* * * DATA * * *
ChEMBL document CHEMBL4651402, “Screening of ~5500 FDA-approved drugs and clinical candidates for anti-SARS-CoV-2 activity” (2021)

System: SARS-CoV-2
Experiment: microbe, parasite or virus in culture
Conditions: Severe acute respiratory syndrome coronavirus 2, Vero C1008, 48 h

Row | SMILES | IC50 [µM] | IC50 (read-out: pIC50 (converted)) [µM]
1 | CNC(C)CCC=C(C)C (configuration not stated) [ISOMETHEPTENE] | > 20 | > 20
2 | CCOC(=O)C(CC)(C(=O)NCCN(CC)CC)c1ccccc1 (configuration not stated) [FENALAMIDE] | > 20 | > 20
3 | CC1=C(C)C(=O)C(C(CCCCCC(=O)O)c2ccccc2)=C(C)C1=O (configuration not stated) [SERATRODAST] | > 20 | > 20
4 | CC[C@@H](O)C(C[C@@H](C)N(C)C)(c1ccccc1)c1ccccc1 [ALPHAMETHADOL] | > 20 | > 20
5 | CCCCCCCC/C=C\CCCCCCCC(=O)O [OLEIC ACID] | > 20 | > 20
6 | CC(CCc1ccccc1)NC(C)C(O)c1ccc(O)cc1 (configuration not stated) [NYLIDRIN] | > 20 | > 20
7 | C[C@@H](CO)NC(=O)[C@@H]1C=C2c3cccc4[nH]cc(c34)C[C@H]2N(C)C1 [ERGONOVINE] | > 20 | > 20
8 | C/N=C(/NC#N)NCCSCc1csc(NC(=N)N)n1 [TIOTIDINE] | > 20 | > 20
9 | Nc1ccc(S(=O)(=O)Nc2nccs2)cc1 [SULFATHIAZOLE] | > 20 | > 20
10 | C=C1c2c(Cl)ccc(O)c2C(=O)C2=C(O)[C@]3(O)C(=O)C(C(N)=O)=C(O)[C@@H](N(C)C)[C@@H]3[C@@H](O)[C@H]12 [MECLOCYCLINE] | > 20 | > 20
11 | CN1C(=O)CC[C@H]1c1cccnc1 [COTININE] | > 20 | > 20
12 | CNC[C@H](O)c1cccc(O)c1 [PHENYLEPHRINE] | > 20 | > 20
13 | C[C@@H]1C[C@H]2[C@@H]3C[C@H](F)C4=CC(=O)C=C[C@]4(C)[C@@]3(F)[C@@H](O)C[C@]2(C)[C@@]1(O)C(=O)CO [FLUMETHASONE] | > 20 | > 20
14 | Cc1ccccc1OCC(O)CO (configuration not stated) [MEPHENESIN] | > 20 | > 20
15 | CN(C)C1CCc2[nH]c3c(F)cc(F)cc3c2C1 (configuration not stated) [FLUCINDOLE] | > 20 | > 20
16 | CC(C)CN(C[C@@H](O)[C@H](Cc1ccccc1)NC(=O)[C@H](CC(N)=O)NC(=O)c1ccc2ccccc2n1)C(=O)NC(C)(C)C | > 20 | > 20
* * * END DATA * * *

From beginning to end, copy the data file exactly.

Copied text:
ChEMBL document CHEMBL4651402, “Screening of ~5500 FDA-approved drugs and clinical candidates for anti-SARS-CoV-2 activity” (2021)

System: SARS-CoV-2
Experiment: microbe, parasite or virus in culture
Conditions: Severe acute respiratory syndrome coronavirus 2, Vero C1008, 48 h

Row | SMILES | IC50 [µM] | IC50 (read-out: pIC50 (converted)) [µM]
1 | CNC(C)CCC=C(C)C (configuration not stated) [ISOMETHEPTENE] | > 20 | > 20
2 | CCOC(=O)C(CC)(C(=O)NCCN(CC)CC)c1ccccc1 (configuration not stated) [FENALAMIDE] | > 20 | > 20
3 | CC1=C(C)C(=O)C(C(CCCCCC(=O)O)c2ccccc2)=C(C)C1=O (configuration not stated) [SERATRODAST] | > 20 | > 20
4 | CC[C@@H](O)C(C[C@@H](C)N(C)C)(c1ccccc1)c1ccccc1 [ALPHAMETHADOL] | > 20 | > 20
5 | CCCCCCCC/C=C\CCCCCCCC(=O)O [OLEIC ACID] | > 20 | > 20
6 | CC(CCc1ccccc1)NC(C)C(O)c1ccc(O)cc1 (configuration not stated) [NYLIDRIN] | > 20 | > 20
7 | C[C@@H](CO)NC(=O)[C@@H]1C=C2c3cccc4[nH]cc(c34)C[C@H]2N(C)C1 [ERGONOVINE] | > 20 | > 20
8 | C/N=C(/NC#N)NCCSCc1csc(NC(=N)N)n1 [TIOTIDINE] | > 20 | > 20
9 | Nc1ccc(S(=O)(=O)Nc2nccs2)cc1 [SULFATHIAZOLE] | > 20 | > 20
10 | C=C1c2c(Cl)ccc(O)c2C(=O)C2=C(O)[C@]3(O)C(=O)C(C(N)=O)=C(O)[C@@H](N(C)C)[C@@H]3[C@@H](O)[C@H]12 [MECLOCYCLINE] | > 20 | > 20
11 | CN1C(=O)CC[C@H]1c1cccnc1 [COTININE] | > 20 | > 20
12 | CNC[C@H](O)c1cccc(O)c1 [PHENYLEPHRINE] | > 20 | > 20
13 | C[C@@H]1C[C@H]2[C@@H]3C[C@H](F)C4=CC(=O)C=C[C@]4(C)[C@@]3(F)[C@@H](O)C[C@]2(C)[C@@]1(O)C(=O)CO [FLUMETHASONE] | > 20 | > 20
14 | Cc1ccccc1OCC(O)CO (configuration not stated) [MEPHENESIN] | > 20 | > 20
15 | CN(C)C1CCc2[nH]c3c(F)cc(F)cc3c2C1 (configuration not stated) [FLUCINDOLE] | > 20 | > 20
16 | CC(C)CN(C[C@@H](O)[C@H](Cc1ccccc1)NC(=O)[C@H](CC(N)=O)NC(=O)c1ccc2ccccc2n1)C(=O)NC(C)(C)C | > 20 | > 20